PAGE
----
Music player startup Songbird‘s Board of Directors yesterday appointed new CEO Eric Wittman, former SVP of Product, replacing CEO Les Schmidt, who held the role for less than a year and a half. The decision comes on the heels of a 10 percent reduction in staff, following a lackluster launch of updated products in mid-June, the first stage in what Wittman calls a two-year pivot.

“The lights are still very much on,” says Wittman of Songbird’s SF office, which has about 20 employees. “We’re putting all our weight behind this new vision.”

Wittman will be the fourth CEO of the five-year-old startup that first launched as an open source, desktop media player and alternative to iTunes. Songbird’s renewed strategy focuses on music discovery and personalized recommendations by pulling user data from Facebook, YouTube, SoundCloud, and other social platforms. Songbird has 10 million users across its desktop and Android products.

Insiders say they’re not surprised, reporting Songbird lost its vision when founder Rob Lord got the boot in 2009. Lord’s proven success leading strategy at Winamp and co-founding Internet Underground Music Archive (IUMA) helped Songbird raise a $1 million and $8 million seed investment from Sequoia Capital and Atlas Venture, respectively in 2006 and 2007. When Songbird ran out of money, the Board brought in a new CEO who raised $2 million with Atlas Ventures, after Sequoia backed out of the deal.

One look at Lord’s personal website gives a clear sense of a founder who envisioned Songbird as a company that could disrupt the established music players. Lord remained active in the music community, creating Billion Jelly Bloom, the glowing jellyfish art piece that appears at concerts and festivals. He’s also working on non-music related startup Sherpa.io. Lord’s departure also resulted in some of Songbird’s brightest stars joining competitors such as Rdio.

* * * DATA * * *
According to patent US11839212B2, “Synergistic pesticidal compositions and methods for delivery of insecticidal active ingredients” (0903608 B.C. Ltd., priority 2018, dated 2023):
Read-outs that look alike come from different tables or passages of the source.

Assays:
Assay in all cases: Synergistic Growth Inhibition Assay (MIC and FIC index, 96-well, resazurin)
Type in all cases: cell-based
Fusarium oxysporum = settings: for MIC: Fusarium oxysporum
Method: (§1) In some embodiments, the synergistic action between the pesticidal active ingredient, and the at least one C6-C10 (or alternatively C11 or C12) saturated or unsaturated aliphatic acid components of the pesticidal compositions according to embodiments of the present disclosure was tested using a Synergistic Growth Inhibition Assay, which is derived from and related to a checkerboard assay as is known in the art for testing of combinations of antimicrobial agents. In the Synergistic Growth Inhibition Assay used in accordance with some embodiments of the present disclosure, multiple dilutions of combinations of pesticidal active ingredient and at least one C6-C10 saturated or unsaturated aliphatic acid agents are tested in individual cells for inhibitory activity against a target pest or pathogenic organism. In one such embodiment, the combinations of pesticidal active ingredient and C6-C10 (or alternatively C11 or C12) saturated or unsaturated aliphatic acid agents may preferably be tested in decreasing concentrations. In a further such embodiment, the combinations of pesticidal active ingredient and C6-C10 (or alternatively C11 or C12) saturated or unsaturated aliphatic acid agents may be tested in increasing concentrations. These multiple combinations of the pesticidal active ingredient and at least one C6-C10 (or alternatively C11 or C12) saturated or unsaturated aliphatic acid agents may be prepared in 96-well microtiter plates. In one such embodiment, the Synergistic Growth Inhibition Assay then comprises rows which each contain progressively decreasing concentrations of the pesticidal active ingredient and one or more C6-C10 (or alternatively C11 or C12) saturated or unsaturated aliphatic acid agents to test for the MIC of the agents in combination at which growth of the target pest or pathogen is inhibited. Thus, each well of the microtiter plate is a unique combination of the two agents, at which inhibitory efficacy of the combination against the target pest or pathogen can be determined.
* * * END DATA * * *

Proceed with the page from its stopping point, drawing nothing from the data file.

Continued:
Since Lord left, Songbird has struggled to remain relevant in the crowded music tech category. According to a source who worked with the company during its June comeback, the recently departed interim Chief Marketing Officer tried to convince Songbird’s social media team to spam music festivals’ Facebook walls.

Wittman admits former CEO Schmidt was brought onboard to restructure the company, not make its products hip. “Les [Schmidt] has a background that lent well to operational and financial changes. We got to the point that he’d done his job, and now it’s time to return to the product,” says Wittman, who worked on the original team who built Adobe’s Macromedia Flash.

Songbird says not to count it out, and stay tuned for an iPhone and iPad app coming out before the end of the year. If the company fails, it may serve as an example of what happens when a founder is forced out too soon.